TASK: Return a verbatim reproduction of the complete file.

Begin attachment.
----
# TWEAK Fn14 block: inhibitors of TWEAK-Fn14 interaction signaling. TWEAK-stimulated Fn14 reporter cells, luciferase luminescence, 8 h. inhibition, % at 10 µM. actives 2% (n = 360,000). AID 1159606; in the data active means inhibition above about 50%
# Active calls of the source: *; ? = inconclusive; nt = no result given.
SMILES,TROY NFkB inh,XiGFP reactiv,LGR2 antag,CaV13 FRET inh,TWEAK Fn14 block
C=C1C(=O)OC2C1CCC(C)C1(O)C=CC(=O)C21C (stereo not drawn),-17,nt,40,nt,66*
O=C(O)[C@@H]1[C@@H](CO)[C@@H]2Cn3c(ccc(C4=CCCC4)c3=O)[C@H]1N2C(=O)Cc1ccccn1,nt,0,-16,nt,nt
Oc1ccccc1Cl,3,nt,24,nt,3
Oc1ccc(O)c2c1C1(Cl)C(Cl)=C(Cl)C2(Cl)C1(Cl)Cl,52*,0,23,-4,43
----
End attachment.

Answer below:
# TWEAK Fn14 block: inhibitors of TWEAK-Fn14 interaction signaling. TWEAK-stimulated Fn14 reporter cells, luciferase luminescence, 8 h. inhibition, % at 10 µM. actives 2% (n = 360,000). AID 1159606; in the data active means inhibition above about 50%
# Active calls of the source: *; ? = inconclusive; nt = no result given.
SMILES,TROY NFkB inh,XiGFP reactiv,LGR2 antag,CaV13 FRET inh,TWEAK Fn14 block
C=C1C(=O)OC2C1CCC(C)C1(O)C=CC(=O)C21C (stereo not drawn),-17,nt,40,nt,66*
O=C(O)[C@@H]1[C@@H](CO)[C@@H]2Cn3c(ccc(C4=CCCC4)c3=O)[C@H]1N2C(=O)Cc1ccccn1,nt,0,-16,nt,nt
Oc1ccccc1Cl,3,nt,24,nt,3
Oc1ccc(O)c2c1C1(Cl)C(Cl)=C(Cl)C2(Cl)C1(Cl)Cl,52*,0,23,-4,43